Monday, June 23, 2008

Level 1 Course

This past week, the Newfoundland Kayak Company put on a Paddle Canada Sea Kayak Level 1 Skills course. I helped out Richard Alexander with the instruction, along with Craig Burden and Jon Walsh. We spent Tuesday night in the pool learning rescues, Friday evening on the pond learning the first few strokes, and all day Saturday on the pond learning more strokes, practicing rescues and learning about gear, weather and navigation.

And a little fooling around with balance!

Then a day trip on the ocean on Sunday to put it all into practice on salt water. We launched in Cupids on Conception Bay. The sun was out for the first time in two weeks and the wind was light. It was perfect for a Level 1 paddle!!
A few kilometres east of Cupid, we came to the Arches, which is a spectacular archway to paddle through. There was less than one metre of swell but it was noisily crashing on the surrounding rocks, so this was an exercise in trust and confidence-building. But the smiles afterwards were worth the anxiety. Craig took the photo below.

We stopped for lunch and Richard put his pastey white legs on display! We managed to keep our lunch down, while he told tall tales and did funny things with rope.

We got back on the water and paddled around the Brigus lighthouse and into Brigus harbour.

Eventually Craig caught up with the class (boy, is he slow!!!) and I took this photo while he caught his breath.
Seriously, it was a great course and a lot of fun to instruct. We had a super bunch of students and they all progressed significantly during the course. It was very enjoyable teaching with Richard, Jon and Craig! Looking forward to teaching the Level 2 course with Craig next week in Gros Morne!!!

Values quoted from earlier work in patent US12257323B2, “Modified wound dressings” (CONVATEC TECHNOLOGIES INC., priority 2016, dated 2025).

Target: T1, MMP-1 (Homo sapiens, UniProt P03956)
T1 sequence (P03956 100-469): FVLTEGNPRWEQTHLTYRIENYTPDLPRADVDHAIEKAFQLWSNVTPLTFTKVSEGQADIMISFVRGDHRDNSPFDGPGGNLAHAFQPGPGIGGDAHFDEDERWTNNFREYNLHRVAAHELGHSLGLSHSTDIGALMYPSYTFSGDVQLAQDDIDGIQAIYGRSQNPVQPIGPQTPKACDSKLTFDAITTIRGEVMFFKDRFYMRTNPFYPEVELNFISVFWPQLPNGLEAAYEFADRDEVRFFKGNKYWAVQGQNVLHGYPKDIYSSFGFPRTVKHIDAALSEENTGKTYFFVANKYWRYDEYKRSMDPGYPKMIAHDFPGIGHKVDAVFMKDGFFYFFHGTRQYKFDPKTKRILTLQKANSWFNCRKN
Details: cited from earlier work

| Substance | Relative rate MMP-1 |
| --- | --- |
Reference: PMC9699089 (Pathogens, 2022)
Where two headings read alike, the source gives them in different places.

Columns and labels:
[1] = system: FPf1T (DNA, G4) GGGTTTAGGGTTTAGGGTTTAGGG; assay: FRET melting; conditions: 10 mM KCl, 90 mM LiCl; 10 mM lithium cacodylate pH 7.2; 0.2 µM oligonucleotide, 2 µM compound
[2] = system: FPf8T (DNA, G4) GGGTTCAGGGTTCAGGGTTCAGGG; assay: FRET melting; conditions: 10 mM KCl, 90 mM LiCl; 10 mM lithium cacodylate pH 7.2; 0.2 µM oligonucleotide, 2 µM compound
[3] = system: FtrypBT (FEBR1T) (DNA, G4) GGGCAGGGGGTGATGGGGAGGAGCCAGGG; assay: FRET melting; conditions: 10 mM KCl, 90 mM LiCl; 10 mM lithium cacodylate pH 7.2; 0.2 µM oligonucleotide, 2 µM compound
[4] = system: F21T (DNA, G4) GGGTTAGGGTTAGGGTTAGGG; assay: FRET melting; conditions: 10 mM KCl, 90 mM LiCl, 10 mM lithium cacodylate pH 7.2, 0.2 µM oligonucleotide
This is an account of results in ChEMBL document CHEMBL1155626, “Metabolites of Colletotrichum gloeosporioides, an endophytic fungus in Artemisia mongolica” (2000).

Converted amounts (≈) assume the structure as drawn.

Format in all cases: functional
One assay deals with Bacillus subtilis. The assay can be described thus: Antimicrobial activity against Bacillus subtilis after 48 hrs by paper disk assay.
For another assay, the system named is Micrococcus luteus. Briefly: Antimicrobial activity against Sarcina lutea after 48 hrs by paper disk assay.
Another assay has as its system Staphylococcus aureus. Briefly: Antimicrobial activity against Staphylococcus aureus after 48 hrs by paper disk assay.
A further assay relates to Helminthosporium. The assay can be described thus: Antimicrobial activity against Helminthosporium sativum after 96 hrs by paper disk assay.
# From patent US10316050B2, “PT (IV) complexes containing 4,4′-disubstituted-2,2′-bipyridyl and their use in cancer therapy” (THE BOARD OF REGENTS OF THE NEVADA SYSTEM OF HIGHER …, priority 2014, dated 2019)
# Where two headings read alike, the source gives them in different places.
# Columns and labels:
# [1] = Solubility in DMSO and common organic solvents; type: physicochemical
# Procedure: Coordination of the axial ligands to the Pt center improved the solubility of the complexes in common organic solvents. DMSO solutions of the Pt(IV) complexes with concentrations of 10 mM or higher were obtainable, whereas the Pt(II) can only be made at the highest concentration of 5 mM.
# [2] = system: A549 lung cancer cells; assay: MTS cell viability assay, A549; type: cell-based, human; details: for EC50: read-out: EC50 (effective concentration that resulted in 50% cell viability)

Safety Lessons

After the capsizes on the KNL Cape Broyle paddle, several of the trip leaders met with the KNL Safety Committee to de-brief the proceedings. We gathered descriptions of what happened from most of those involved. Seeing the situation from different points of view is enlightening. There is always something to learn from rescue situations. We'll apply the lessons to future club paddles. This way the club works to promote safety on our paddles and our trip leaders gain valuable insights for next time.

KNL Father's Day Paddle in Cape Broyle

Every year Alex McGruer leads a club paddle on Father's Day to Cape Broyle. This year we had a good turnout and a great day for an adventure. Greg Stamer had a arrived in St. John's a couple of days before and was getting ready to circumnavigate the island. He decided to come out and join KNL members for the day. Above is Greg in the waterfall near the start.

Here's Isabelle wearing a big smile next to the falls.

This iceberg was just off Lance Cove, so Greg and a bunch of us went out for a look. Below is Kam who was visiting from New York and came along for the fun. He loved the icebergs.

We landed at Lance Cove for lunch. Below is Greg wondering if it's safe to join the lunatics by the damp fire?!

You couldn't find a better crowd of paddlers anywhere. The smiles tell the story. Well ... almost...

After the lunch stop, the group split in two. The more experienced crowd headed out to Church Cove and found big swells and excitement. There was no wind, so it was a perfect learning environment for those with less big-water experience. Despite a bout of sea-sickness by one paddler, there were big smiles all-round once we got back to calmer water and the adrenaline subsided. Stretching your comfort zone in a safe situation with capable mentors provides long-term benefits in terms of paddling experience and self-confidence.
The other half of the group headed straight back for the launch site. On the way, a couple of paddlers capsized and were quickly rescued. One swimmer was wet, cold and unable to continue. Alex took him ashore in Freshwater Cove and got him into dry clothes. Alex called the Coast Guard as a precaution, and they dispatched a power boat from Cape Broyle. The Ocean Predator was on the scene in a very short time and took the mildly hypothermic swimmer back to the wharf. A happy ending to the incident. Honour is due to Alex, Malcolm and Peter for their leadership and sound decision-making. And a big thank-you to the Coast Guard Auxillary Boat Ocean Predator and its crew.
With water temperatures here around 5 degrees Celsius now, even a brief swim in a wetsuit and paddling top can seriously chill a paddler. Rapid response by rescuers ensures a rapid recovery.